NC State | Wake
Forest | Carolina
Virginia is in many respects in as good a position as any team in the
conference. They do lose Donald Hand, but he was an erratic point guard, and
while he was never overly selfish, sometimes his impulses backfired.
Nonetheless, it is a key position for the 'Hoos. Majestic Mapp was
slated to take that spot, but some reports say his recovery from a knee injury
which forced him out last season is not going as well as his coaches had
hoped. UVa has a deep group of guards - Roger Mason, Adam Hall, Jermaine
Harper, and freshman Keith Jenifer, but with the possible exception of Jenifer
and maybe Harper, none of them are really point guards. This is really a
key for Virginia and one which could take a maturing team and really set it
back, and that would be too bad, because Virginia is on the verge of a
breakout season. Pete Gillen was quoted on Sabre.com's board as saying
"Majestic Mapp is still recovering from surgery on his right knee that was performed in August of 2000. He had an arthroscopic
operation to remove scar tissue in April of 2001 and had another arthroscopic procedure in August of 2001. At this time, we're hoping
he'll be ready for practice on October 13."
Overall, Pete Gillen has completely overhauled Virginia's image and gone from
a fairly stade and boring, though usually tough-minded team, to one which is
highly athletic and most entertaining.
Adam Hall and Chris Williams have long since established themselves, and
Travis Watson is one of the best big men in the country and from all accounts
had a sensational performance at Pete Newell's Big Man Camp this summer.
Last year he got worn down, but this season he'll have Elton Brown, who is about
the same size, to back him up.
This is a team which will run, and shoot, and press, and as Duke learned in
Charlottesville, they can play with anyone when all cylinders are clicking.
Of course, Maryland proved the opposite to be true as well, when they beat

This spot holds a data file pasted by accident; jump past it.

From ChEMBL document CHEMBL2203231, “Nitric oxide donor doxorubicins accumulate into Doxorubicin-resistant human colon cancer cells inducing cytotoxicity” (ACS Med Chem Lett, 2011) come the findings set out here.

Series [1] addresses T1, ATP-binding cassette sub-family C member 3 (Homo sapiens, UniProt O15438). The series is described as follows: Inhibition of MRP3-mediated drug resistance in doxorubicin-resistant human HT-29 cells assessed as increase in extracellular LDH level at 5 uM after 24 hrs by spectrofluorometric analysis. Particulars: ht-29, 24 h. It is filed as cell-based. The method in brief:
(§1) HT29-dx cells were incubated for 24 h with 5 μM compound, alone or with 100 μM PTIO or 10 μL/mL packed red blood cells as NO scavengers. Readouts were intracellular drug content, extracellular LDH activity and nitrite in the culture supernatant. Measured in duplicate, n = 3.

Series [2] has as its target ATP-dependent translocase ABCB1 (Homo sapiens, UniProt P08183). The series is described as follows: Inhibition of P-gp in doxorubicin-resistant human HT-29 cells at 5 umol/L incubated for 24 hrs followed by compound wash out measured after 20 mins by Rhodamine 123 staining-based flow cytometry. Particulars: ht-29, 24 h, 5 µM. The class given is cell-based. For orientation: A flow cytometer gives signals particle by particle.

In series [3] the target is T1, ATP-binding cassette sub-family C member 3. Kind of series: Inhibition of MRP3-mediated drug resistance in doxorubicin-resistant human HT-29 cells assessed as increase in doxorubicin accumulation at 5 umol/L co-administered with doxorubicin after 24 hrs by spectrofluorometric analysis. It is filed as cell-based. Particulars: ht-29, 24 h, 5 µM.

UVa senseless near the end of the season in a memorable blistering. But
that kind of thing is typical of a young team, which Virginia still was in many
respects last season, certainly in terms of the type of experience the team
So what are Virginia's problems? Well, point guard obviously, and despite a
remarkably tough Travis Watson, a lack of size is an issue, though Elton Brown
will help. That is not so critical when Virginia is running, but it is
quite critical when they can't, and the half-court game, particularly if point
guard is a problem, could be a deadly flaw (just as a diversion, try to imagine last year's UVa team with either Jason
Williams, Chris Duhon, Steve Blake, or any other higher level point guard.
It's a radically different proposition)
Teams which play at a slower pace, like Wake under the former Hamlet of the
ACC, Dave Odom (Hamlet because he was constantly indecisive about where his team
should go), could give Wake fits, and tournament games, past the Sweet 16
anyway, are rarely played at a breakneck pace. It's a conservative game at
that point, and the key issue is to not make mistakes. So far, under
Gillen, though they have been in many respects magnificent, they have lost on
the road and not done well in post-season for this very reason. That could
change this year, assuming they can sort out the point, because otherwise,
they should be tested and
tough. Hall and Williams give them an athletic punch that's really
excellent, and Watson is a power under the basket.
So really, for the 'Hoos, it comes down to size, point guard, and half-court
execution. Greatness is very possibly within their grasp.
Schedule wise, UVa plays Wagner (watch out!), ETSU, Howard, Michigan State in
the ACC/Big 10/1 Challenge, Virginia Tech as always, a sloppily coached Auburn,
Charleston Southern, Georgetown, Rutgers, Grambling, VMI, Missouri - not
exactly Murderers Row, though in the RPI, Michigan State, Georgetown, Auburn,
and Missouri will count. Tech is never an easy game because of the
intensity of the rivalry. It's much like Clemson-South Carolina.